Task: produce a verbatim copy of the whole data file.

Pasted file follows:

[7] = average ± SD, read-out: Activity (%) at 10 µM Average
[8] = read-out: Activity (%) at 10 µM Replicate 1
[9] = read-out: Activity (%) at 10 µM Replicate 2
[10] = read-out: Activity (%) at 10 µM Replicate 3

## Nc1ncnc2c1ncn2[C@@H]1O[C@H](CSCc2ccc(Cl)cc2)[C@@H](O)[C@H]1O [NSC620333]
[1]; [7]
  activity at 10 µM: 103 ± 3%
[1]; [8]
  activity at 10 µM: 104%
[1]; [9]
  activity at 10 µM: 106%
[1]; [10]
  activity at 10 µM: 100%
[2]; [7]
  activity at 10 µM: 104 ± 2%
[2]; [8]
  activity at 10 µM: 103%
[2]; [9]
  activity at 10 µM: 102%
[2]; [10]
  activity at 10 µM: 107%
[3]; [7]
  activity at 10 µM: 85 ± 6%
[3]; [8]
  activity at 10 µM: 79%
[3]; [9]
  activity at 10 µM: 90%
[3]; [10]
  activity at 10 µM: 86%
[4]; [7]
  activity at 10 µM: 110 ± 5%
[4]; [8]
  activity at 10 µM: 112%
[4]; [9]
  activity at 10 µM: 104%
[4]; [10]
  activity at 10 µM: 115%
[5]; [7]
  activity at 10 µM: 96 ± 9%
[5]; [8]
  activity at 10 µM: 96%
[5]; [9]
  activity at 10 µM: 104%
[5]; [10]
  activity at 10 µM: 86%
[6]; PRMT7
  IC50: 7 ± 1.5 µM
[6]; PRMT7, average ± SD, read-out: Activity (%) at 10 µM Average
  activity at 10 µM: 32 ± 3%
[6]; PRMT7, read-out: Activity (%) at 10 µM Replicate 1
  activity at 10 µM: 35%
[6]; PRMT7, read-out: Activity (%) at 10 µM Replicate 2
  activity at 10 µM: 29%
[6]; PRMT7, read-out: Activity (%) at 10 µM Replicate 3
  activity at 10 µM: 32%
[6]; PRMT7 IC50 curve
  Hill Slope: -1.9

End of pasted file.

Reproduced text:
[7] = average ± SD, read-out: Activity (%) at 10 µM Average
[8] = read-out: Activity (%) at 10 µM Replicate 1
[9] = read-out: Activity (%) at 10 µM Replicate 2
[10] = read-out: Activity (%) at 10 µM Replicate 3

## Nc1ncnc2c1ncn2[C@@H]1O[C@H](CSCc2ccc(Cl)cc2)[C@@H](O)[C@H]1O [NSC620333]
[1]; [7]
  activity at 10 µM: 103 ± 3%
[1]; [8]
  activity at 10 µM: 104%
[1]; [9]
  activity at 10 µM: 106%
[1]; [10]
  activity at 10 µM: 100%
[2]; [7]
  activity at 10 µM: 104 ± 2%
[2]; [8]
  activity at 10 µM: 103%
[2]; [9]
  activity at 10 µM: 102%
[2]; [10]
  activity at 10 µM: 107%
[3]; [7]
  activity at 10 µM: 85 ± 6%
[3]; [8]
  activity at 10 µM: 79%
[3]; [9]
  activity at 10 µM: 90%
[3]; [10]
  activity at 10 µM: 86%
[4]; [7]
  activity at 10 µM: 110 ± 5%
[4]; [8]
  activity at 10 µM: 112%
[4]; [9]
  activity at 10 µM: 104%
[4]; [10]
  activity at 10 µM: 115%
[5]; [7]
  activity at 10 µM: 96 ± 9%
[5]; [8]
  activity at 10 µM: 96%
[5]; [9]
  activity at 10 µM: 104%
[5]; [10]
  activity at 10 µM: 86%
[6]; PRMT7
  IC50: 7 ± 1.5 µM
[6]; PRMT7, average ± SD, read-out: Activity (%) at 10 µM Average
  activity at 10 µM: 32 ± 3%
[6]; PRMT7, read-out: Activity (%) at 10 µM Replicate 1
  activity at 10 µM: 35%
[6]; PRMT7, read-out: Activity (%) at 10 µM Replicate 2
  activity at 10 µM: 29%
[6]; PRMT7, read-out: Activity (%) at 10 µM Replicate 3
  activity at 10 µM: 32%
[6]; PRMT7 IC50 curve
  Hill Slope: -1.9